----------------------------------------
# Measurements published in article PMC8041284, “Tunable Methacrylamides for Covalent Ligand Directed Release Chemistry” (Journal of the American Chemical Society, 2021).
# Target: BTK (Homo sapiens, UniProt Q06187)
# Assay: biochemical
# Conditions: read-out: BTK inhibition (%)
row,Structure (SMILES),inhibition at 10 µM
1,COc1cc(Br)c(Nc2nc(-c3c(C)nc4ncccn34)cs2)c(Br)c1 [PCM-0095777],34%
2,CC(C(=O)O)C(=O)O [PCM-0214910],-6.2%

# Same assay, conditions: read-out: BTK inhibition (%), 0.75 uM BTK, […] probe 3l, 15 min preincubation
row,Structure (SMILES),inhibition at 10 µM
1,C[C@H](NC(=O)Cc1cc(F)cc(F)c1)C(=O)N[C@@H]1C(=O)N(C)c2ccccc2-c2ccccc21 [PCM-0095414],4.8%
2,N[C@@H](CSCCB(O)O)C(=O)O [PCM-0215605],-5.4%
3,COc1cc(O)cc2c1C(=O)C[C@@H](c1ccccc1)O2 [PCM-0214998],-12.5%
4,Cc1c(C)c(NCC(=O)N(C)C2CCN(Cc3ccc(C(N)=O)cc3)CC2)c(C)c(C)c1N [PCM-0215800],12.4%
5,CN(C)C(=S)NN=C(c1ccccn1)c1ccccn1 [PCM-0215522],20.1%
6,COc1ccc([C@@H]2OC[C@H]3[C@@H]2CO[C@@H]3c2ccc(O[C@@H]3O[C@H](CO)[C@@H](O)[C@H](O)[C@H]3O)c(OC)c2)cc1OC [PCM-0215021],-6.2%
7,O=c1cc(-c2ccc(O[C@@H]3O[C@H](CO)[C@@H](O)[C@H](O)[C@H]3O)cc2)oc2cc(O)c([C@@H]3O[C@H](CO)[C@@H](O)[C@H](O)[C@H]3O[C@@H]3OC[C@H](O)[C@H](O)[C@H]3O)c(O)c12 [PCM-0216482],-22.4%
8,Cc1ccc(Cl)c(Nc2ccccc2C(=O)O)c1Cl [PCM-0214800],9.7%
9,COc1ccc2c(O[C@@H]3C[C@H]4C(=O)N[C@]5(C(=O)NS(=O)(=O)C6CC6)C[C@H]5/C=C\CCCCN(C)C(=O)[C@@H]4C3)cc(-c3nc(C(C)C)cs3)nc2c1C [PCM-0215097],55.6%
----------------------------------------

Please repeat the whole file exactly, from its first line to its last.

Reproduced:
# Measurements published in article PMC8041284, “Tunable Methacrylamides for Covalent Ligand Directed Release Chemistry” (Journal of the American Chemical Society, 2021).
# Target: BTK (Homo sapiens, UniProt Q06187)
# Assay: biochemical
# Conditions: read-out: BTK inhibition (%)
row,Structure (SMILES),inhibition at 10 µM
1,COc1cc(Br)c(Nc2nc(-c3c(C)nc4ncccn34)cs2)c(Br)c1 [PCM-0095777],34%
2,CC(C(=O)O)C(=O)O [PCM-0214910],-6.2%

# Same assay, conditions: read-out: BTK inhibition (%), 0.75 uM BTK, […] probe 3l, 15 min preincubation
row,Structure (SMILES),inhibition at 10 µM
1,C[C@H](NC(=O)Cc1cc(F)cc(F)c1)C(=O)N[C@@H]1C(=O)N(C)c2ccccc2-c2ccccc21 [PCM-0095414],4.8%
2,N[C@@H](CSCCB(O)O)C(=O)O [PCM-0215605],-5.4%
3,COc1cc(O)cc2c1C(=O)C[C@@H](c1ccccc1)O2 [PCM-0214998],-12.5%
4,Cc1c(C)c(NCC(=O)N(C)C2CCN(Cc3ccc(C(N)=O)cc3)CC2)c(C)c(C)c1N [PCM-0215800],12.4%
5,CN(C)C(=S)NN=C(c1ccccn1)c1ccccn1 [PCM-0215522],20.1%
6,COc1ccc([C@@H]2OC[C@H]3[C@@H]2CO[C@@H]3c2ccc(O[C@@H]3O[C@H](CO)[C@@H](O)[C@H](O)[C@H]3O)c(OC)c2)cc1OC [PCM-0215021],-6.2%
7,O=c1cc(-c2ccc(O[C@@H]3O[C@H](CO)[C@@H](O)[C@H](O)[C@H]3O)cc2)oc2cc(O)c([C@@H]3O[C@H](CO)[C@@H](O)[C@H](O)[C@H]3O[C@@H]3OC[C@H](O)[C@H](O)[C@H]3O)c(O)c12 [PCM-0216482],-22.4%
8,Cc1ccc(Cl)c(Nc2ccccc2C(=O)O)c1Cl [PCM-0214800],9.7%
9,COc1ccc2c(O[C@@H]3C[C@H]4C(=O)N[C@]5(C(=O)NS(=O)(=O)C6CC6)C[C@H]5/C=C\CCCCN(C)C(=O)[C@@H]4C3)cc(-c3nc(C(C)C)cs3)nc2c1C [PCM-0215097],55.6%